I have been meditating on the very great pleasure which a pair of fine eyes in the face of a pretty woman can bestow. ~ Jane Austin, Pride & Prejudice

The first time he saw her she was with a friend and they were smiling.  He recognised the friend as the young woman who walked with the poise of a dancer.  Like his mother had.  He couldn’t remember the dancer’s name but he’d met her on the beach one day with her nephew, Noah.  It had been a blustery afternoon and he’d helped them tame a bright blue, red and yellow kite.

It was the day he came home.

It reminded him of other endless summer days he’d spent here: picnic baskets and red and white gingham; windbreaks and obligatory flasks of hot water for tea; noisy seagulls and snatching sandwiches; new friends and giggles and finding a lighthouse; sunburn and freckles and being buried in the sand. And how could he ever forget the never ending palaver of Uncle Ralph’s old camera; the precious results of which were now stored in a green and red box under the stairs.

The second time he saw her she’d passed by, only inches away, walking briskly and with purpose, head down, unaware of people around her . He remembered the floral scent that lingered after she’d gone and curiously thinking it suited her.

The third time he noticed her was from his uncle’s window; the house at the top of the hill. He’d caught sight of her on the beach after a summer storm; a lonely figure in wellington boots and a waterproof jacket that was more than a few sizes too big. Borrowed perhaps. She stood at the edge of the water as it ebbed and flowed but, unlike excited and carefree children who jump the waves, she stood motionless allowing them to wash over her feet while she stared into the distance; her fragility and vulnerability emphasised by the power and vastness of the sea in front of her.  He suddenly felt protective towards her.

Watching. Waiting. Wishing.

He needed some respite from the heavy stillness of his uncle’s house with its thin layer of dust and dependable grandmother chimes.  The tick-tock he’d found hypnotic and reassuring in childhood on quiet Sunday afternoons after church now began to irritate him; like an intruder its sound seeping into his consciousness and disturbing the peace.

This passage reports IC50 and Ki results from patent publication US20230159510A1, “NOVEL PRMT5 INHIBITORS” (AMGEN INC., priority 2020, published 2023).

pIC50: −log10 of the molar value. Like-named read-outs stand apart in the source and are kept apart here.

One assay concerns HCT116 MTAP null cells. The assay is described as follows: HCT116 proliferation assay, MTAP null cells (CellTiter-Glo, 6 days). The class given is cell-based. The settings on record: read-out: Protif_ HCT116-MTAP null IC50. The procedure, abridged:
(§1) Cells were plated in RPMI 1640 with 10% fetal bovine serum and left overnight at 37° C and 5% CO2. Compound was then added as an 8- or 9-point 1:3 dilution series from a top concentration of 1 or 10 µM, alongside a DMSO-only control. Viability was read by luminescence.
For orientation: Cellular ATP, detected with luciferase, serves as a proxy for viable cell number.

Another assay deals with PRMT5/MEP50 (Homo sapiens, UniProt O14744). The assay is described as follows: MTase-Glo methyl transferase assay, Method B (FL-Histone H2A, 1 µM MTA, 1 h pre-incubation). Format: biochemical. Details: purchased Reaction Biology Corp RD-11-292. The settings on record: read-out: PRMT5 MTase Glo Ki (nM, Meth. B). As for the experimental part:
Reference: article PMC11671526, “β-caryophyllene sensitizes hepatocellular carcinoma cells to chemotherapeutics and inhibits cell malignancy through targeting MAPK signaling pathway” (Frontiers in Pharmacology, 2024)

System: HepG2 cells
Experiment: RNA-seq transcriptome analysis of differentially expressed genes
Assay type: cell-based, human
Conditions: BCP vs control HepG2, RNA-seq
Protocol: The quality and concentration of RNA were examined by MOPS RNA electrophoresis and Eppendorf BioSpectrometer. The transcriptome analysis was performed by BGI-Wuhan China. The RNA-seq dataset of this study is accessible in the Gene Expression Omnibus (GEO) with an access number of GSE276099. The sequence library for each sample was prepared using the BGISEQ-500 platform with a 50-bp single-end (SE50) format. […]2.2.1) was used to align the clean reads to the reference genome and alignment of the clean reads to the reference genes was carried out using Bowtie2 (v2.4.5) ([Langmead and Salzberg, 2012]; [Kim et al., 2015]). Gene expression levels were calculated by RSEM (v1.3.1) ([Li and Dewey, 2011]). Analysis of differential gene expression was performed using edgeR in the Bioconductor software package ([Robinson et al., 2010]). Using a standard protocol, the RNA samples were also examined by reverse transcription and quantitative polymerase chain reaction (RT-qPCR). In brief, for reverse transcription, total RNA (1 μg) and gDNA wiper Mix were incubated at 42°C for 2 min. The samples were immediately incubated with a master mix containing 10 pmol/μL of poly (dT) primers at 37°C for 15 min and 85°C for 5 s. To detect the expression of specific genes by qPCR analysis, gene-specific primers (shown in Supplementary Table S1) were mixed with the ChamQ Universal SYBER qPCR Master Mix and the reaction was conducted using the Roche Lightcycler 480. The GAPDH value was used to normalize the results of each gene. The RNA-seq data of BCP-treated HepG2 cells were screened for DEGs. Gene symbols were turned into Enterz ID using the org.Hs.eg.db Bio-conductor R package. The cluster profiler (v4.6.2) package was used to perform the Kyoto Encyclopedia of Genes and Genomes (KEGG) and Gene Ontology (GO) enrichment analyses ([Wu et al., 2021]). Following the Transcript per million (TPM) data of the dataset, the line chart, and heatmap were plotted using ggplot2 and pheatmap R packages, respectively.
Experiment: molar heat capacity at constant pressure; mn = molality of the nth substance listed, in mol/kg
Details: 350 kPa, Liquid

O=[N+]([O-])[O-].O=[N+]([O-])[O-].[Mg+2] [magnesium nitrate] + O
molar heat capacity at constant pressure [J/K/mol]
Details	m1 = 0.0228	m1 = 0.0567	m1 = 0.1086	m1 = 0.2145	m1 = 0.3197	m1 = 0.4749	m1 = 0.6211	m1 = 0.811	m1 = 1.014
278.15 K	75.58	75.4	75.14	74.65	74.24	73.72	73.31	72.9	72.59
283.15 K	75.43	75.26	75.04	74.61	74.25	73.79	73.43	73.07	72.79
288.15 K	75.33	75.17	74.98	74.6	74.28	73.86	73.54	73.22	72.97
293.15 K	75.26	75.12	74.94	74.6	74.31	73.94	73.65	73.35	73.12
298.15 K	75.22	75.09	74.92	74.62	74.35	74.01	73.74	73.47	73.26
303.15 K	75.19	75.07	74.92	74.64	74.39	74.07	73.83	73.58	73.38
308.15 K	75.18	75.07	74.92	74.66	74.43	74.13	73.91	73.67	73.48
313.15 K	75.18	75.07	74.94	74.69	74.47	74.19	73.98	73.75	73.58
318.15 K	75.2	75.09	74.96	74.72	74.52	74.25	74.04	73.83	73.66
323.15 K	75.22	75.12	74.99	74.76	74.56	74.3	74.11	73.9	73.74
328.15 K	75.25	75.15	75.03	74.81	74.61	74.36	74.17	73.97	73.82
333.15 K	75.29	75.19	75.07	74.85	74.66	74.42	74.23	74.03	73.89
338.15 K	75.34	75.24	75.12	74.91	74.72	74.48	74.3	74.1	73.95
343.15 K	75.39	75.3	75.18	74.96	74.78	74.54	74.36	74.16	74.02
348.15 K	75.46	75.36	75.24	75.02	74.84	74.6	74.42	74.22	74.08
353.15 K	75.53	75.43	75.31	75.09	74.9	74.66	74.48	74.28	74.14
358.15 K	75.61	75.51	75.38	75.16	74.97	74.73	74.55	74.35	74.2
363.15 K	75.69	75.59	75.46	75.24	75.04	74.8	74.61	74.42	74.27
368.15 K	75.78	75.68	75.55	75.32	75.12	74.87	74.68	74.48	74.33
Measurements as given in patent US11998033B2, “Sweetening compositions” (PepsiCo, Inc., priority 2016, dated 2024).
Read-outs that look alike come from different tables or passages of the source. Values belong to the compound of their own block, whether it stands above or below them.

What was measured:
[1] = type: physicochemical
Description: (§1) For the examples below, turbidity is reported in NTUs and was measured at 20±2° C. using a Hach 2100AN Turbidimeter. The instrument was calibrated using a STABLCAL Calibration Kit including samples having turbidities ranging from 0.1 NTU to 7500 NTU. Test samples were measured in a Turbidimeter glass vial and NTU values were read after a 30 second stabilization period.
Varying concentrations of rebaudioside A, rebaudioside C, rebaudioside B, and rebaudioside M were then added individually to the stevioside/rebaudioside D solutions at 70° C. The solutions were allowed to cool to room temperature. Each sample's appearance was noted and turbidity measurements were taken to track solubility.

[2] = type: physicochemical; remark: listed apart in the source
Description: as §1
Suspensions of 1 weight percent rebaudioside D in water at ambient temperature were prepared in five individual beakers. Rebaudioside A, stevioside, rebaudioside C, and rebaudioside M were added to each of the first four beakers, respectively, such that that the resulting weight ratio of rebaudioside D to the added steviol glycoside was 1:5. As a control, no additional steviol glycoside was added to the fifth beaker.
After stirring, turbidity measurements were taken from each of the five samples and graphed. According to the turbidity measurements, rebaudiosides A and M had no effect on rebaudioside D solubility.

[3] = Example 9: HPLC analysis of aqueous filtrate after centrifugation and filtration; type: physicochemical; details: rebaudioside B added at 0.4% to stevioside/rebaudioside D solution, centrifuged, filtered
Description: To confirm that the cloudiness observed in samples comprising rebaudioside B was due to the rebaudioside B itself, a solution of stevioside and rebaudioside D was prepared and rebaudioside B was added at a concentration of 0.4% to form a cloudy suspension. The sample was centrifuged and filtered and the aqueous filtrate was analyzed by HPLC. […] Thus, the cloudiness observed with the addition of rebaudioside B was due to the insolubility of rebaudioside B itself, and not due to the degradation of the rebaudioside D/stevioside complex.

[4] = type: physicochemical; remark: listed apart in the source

Fancy a walk Harry?

He sat on the wall watching Harry run flat out towards the sea before screeching to a halt.  It amused him and he laughed out loud at his antics.  He knew he didn’t like his feet wet!  With typical boxer-like curiosity he investigated scattered pieces of driftwood and seaweed then proceeded to playfully demolish various works of sand-art created earlier that day. He’d inherited a house that came with its own faithful friend; a brown and white bundle of fun that now bounced mischievously up the beach towards him, barking for attention and carrying something in his big smiley mouth. I really hope it’s not a dead thing.

He looked around him and concentrated his gaze on the attractive white cottage. Like an artist he captured quickly its style and elegance and committed it to memory; the glossy blue door, shuttered windows with white cloth and vibrant boxes blooming with colour and the name Golly Gosh over the door. There was activity at the window and he realised he was being watched.

He smiled and waved. He knew he would visit this place. But not yet.

He joined Harry on the beach, throwing sticks for him to catch, trying to wear him out.

Tom almost missed seeing her for the fourth time.